Tag Archives: growth

Political Circus

7 Nov


So, I read this great quote on twitter the other day; “The greatest weapon against stress is our ability to choose one thought over another.” (Thank you, William James, for that morsel of wisdom.) How awesome is that? I find it to be extremely liberating when I fully embrace it. And, now that our current elections are over (YAY!!!), I believe this sort of philosophy can not only give us solace


Apparently, half the country needs it right now

but it can also provide us with some interestingly enlightening observational opportunities.

I love new ideas. As children, we crave new experience. As adolescence and young adults, we crave new situations. But, if one chooses to progress past this point, one begins to crave new perspectives. And this makes sense: as kids, we haven’t experienced much, so that’s what we crave. Once that’s burnt out, we crave new situations, because in those new situations we find new experience as well. But, then if we get burnt out on that too, what’s left? If we explore all we can and experience all those explorations have to offer, what’s the next frontier? Is that all life has to offer? Of course not! Perception is the next frontier! But it’s a doozy compared to the previous two. This is why many don’t choose to venture out that far. They get stuck in an experience or situational mindset. And these people are everywhere! You’ll be able to identify them easily by their catch-philosophy, “I remember when things USED to be better.”


it’s ok old timer: you’re bitter journey’s almost over

And, hey, to each his own: there’s nothing wrong with thinking that way… But those people never really seem very happy at all.

It’s ok, though. It’s understandable. New perspectives can be frightening. They can be jarring. Hell, waking up sucks sometimes. Still, other times, its pure joy and rapture.

As a kid, teen, and a young adult, I’d always loved new ideas. The difference was, I’d get one and it would either fit into my current mind set, replace something, or be rejected as false. Everything was all well and good until I started seeing that, just because an idea didn’t fit into my universe neatly didn’t mean it was wrong. Talk about existential turmoil! (I take my ideas seriously.) My competing perspectives actually began to wreak havoc in my literal perceptions. I though I was loosing my mind for a while.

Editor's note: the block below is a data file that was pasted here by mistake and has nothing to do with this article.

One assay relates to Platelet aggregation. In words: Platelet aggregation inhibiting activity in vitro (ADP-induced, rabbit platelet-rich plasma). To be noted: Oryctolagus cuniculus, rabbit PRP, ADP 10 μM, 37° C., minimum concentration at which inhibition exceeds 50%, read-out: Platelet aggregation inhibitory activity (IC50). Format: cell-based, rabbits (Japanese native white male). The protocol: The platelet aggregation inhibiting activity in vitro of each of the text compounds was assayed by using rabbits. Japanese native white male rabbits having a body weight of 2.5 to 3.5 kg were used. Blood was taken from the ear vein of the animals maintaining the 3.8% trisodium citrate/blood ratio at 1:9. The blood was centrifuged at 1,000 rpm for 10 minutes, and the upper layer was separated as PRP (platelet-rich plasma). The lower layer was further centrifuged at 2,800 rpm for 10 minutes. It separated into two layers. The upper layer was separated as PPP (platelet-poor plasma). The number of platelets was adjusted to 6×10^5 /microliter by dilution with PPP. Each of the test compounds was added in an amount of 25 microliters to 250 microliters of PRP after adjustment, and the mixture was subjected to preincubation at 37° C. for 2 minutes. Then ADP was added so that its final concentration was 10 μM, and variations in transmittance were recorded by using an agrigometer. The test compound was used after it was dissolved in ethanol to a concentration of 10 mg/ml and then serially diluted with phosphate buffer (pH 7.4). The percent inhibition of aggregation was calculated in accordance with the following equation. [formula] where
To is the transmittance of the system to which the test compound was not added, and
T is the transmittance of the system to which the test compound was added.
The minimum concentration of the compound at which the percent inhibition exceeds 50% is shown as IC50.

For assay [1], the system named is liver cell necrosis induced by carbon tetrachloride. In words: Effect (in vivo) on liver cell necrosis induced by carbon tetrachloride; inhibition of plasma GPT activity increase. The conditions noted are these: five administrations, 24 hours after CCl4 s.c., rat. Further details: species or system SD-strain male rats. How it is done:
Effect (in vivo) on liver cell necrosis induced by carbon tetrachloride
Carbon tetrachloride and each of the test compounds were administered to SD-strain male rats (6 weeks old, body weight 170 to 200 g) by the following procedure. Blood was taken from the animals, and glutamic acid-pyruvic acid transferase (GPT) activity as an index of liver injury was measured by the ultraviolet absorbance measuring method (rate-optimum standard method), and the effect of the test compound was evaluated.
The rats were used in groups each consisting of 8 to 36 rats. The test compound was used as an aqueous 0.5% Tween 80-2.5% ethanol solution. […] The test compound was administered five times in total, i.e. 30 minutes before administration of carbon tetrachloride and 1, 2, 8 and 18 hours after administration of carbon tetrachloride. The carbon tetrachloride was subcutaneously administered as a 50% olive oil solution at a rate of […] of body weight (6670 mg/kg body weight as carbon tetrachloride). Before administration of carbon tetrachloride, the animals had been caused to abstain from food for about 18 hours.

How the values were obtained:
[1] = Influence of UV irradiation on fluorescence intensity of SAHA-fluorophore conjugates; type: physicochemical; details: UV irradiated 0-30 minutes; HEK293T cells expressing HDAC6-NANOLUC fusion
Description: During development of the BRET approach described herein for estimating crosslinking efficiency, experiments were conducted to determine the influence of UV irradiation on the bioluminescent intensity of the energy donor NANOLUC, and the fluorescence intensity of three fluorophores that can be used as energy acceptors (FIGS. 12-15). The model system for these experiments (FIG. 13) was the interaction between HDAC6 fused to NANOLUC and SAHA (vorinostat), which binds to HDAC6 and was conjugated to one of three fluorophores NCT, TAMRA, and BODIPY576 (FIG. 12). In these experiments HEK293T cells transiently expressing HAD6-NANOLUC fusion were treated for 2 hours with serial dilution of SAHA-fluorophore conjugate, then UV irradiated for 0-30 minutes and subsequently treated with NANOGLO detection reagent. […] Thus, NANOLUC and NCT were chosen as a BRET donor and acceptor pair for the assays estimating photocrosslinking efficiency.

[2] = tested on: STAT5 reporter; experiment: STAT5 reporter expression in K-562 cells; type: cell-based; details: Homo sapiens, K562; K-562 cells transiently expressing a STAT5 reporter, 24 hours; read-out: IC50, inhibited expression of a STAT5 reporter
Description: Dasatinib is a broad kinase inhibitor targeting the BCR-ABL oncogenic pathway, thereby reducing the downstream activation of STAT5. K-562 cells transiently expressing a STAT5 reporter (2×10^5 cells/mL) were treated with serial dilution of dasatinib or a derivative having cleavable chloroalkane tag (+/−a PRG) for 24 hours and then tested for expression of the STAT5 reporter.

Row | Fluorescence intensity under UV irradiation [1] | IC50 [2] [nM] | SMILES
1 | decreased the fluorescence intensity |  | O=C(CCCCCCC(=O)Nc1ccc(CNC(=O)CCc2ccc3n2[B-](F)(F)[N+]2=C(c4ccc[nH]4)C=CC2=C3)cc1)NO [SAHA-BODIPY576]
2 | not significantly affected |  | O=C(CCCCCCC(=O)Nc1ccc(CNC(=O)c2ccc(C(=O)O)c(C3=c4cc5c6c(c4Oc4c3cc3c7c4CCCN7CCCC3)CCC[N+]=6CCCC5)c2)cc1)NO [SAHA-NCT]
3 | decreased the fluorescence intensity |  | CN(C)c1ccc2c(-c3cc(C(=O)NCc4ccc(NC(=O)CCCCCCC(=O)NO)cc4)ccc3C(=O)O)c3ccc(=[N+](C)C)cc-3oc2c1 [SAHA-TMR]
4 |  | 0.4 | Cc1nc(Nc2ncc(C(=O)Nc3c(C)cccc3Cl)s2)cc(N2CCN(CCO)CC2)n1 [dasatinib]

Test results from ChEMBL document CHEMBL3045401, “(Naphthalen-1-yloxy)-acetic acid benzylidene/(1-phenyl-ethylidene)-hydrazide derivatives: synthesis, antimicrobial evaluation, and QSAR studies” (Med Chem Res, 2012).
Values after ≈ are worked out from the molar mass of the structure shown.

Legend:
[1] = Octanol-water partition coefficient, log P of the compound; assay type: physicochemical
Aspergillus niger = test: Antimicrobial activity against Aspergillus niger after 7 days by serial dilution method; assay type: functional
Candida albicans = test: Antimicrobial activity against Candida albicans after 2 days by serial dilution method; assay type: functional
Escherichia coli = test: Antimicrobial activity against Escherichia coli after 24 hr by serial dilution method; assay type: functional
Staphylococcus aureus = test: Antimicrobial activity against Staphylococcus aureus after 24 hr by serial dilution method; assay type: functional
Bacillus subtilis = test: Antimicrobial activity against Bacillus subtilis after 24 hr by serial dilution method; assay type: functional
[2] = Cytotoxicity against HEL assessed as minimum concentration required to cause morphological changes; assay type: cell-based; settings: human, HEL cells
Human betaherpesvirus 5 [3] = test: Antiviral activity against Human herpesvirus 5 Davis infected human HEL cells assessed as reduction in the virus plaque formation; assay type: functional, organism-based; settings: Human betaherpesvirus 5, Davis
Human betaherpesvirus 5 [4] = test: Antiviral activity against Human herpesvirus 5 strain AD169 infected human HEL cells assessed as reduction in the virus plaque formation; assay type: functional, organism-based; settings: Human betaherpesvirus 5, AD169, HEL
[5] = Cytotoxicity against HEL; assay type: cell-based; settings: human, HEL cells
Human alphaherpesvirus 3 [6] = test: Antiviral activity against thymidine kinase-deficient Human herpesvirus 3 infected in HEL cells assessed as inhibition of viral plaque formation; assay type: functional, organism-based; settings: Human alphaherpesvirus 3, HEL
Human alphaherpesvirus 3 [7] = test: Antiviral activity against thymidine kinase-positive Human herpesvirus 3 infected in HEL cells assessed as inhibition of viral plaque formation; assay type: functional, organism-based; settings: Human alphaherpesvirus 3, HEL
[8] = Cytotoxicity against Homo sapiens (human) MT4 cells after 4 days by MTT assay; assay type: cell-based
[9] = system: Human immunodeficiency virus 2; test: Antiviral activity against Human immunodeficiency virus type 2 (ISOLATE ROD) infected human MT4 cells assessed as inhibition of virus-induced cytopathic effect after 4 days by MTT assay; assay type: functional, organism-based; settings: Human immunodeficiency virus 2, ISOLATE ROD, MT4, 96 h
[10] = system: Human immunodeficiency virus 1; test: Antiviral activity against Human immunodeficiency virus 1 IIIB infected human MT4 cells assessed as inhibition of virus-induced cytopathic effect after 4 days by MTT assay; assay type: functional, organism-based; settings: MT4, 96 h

It’s ok, little guy. Your journey’s almost over too. Can you say “extinction”?

Then, I realized what my problem was: I was trying to force all these competing ideas to fit together into a solid frame work. Unfortunately, competing ideas don’t do that. Slowly, I began to see that, to be able to find peace of mind (literally) I’d have to harbor competing ideas and let them flow. Suddenly, like magic, the world made sense again. But, not only that, the world actually made sense and worked in ways that had previously been baffling, strange, bewildering, and downright insane. It was like zooming into the Mandelbrot Set and finally seeing the pattern repeat fully.


What’s the Mandelbrot Set? Click me!

So, how does this all tie into politics and the elections and whatnot? Well, we can use this lens to view our representatives. Which ones are stuck in an experiential or situational mind frame? Which ones have more perspective based views? Which ways work best in which positions? Looking at the political landscape in this manner is not only enlightening, it’s also pretty entertaining. It helps keep perspective. Suddenly, Ted Cruz’s assertion that he’ll do everything in his power to stop Obama if he won’t do things his way seems silly, juvenile, funny, and futile, instead of being worrisome or full of strength. It transforms from an assertion of strength into evidence of how he relates to his world, which is obviously an “I’m right and you’re wrong” outlook.


Everything you need to know about Ted Cruz

All we have to do is choose one thought over another, one perspective over another, one mind set over another. It’s awesome. It actually turns the entire political scene into the circus that it truly is. The clowns cease to be scary or threatening and begin to be funny. The trapeze artists stop being terrifyingly crazy leapers of faith and become astounding physical masters filled with skill and finesse. And the ring leader ceases to be an insane, flamboyant dictator and becomes an elegant conductor.

Soon, if you’re lucky and you’ve looked long enough, you might realize (TRULY realize and embrace) that this entire circus, with all its ups and downs, laughs and crys, cotton candy and elephant poop, the whole thing: none of it would even be possible if you and your friends hadn’t bought tickets to the show in the first place. 😉